Bishop Cam Steering Box – Attachment to Chassis on TA/B/C – A Safety Warning

As I was just in the process of finishing this issue of the magazine, I received the following from Paul Ireland. Thank you Paul for bringing this to the attention of TA/B/C owners.

“At a recent event, a fellow TC owner asked me to look at his steering column as it was cracked where it entered the steering box. I opened the offside bonnet and watched the box as I “wiggled” the steering wheel. I would like to share the horror of what I saw. The Bishop Cam steering box is fastened by a single horizontal bolt through a bracket that is bolted onto the chassis. This arrangement allows the steering wheel to be raised and lowered. When steering the car, this joint experiences a vertical rotational force as the drop arm is offset by some distance from the joint. On this car, there was probably wear on the bracket, steering box or locating bolt that was allowing the steering box to twist by around +/- 1/16″ where the steering column joined the box and it was this repeated movement had cracked the steering column. Given this is something that is very easy to check, I suggest owners do so as soon as possible. Unfortunately, I cannot offer any advice on how to resolve such a problem.”

 

E10 Fuel

TTT 2 ‘Hard copy’ subscriber, Steve Ashworth has written to The Rt. Honourable Philip Hammond MP, Secretary of State for Transport as per the letter on page 21.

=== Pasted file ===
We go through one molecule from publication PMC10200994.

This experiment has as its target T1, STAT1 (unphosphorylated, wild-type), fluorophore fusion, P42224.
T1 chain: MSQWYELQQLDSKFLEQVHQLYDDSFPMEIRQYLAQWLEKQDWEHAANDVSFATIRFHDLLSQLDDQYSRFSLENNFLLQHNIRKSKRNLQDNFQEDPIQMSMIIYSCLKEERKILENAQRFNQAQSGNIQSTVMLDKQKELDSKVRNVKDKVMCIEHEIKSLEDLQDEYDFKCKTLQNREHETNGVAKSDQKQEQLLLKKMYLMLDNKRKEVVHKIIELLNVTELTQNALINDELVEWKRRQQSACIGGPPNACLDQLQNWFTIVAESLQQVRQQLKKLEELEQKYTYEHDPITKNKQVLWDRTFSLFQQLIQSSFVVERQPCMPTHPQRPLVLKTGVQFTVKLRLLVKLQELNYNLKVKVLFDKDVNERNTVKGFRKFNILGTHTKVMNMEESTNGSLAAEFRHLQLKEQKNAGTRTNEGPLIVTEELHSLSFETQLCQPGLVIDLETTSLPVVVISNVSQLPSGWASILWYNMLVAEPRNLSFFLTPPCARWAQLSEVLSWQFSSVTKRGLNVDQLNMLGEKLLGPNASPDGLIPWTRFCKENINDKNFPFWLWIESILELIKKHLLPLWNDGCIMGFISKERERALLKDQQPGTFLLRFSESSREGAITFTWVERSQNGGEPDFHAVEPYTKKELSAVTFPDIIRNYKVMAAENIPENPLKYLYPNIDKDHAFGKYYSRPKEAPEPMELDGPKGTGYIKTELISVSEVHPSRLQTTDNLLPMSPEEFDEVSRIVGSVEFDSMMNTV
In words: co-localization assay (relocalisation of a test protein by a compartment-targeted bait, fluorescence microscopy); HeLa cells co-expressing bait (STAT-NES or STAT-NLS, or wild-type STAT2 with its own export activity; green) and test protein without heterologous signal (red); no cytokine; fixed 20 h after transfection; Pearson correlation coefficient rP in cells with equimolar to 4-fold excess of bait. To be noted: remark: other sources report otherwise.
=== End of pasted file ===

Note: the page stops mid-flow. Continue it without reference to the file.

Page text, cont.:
Steve says “the idea is for people to use it as a template, changing words and sentences to suit themselves. I think that it is far better if people personalise it rather than just sending it as a standard letter. Politicians take more notice of lots of different individual letters on a single topic than they do of a vast number of standard letters”.

Steve also mentions that it would be a good idea to copy the letter to one’s local Member of Parliament and I know that he has already been along to see his MP.

I have an appointment to meet my Member of Parliament, The Honourable Jacob Rees-Mogg on 14th May. When I meet him I shall take along with me a concise brief about the harmful effects of Ethanol and ask him to forward it to Philip Hammond and also to the All Party Parliamentary Historic Vehicles Group. I regard the latter as particularly influential if only, (being a little facetious!), because they will be concerned for the preservation of their own vehicles!

I also think it important to stress that the harmful effects of ethanol will also impact on a large number of cars not regarded as vintage/classic.

“Dear Mr Hammond,

I am writing to express my grave concern regarding the proposed introduction of 10% Ethanol to petrol. As the owner of a vintage/classic car this will do serious damage to the vehicle and is likely to render it unusable without a readily available source of normal petrol.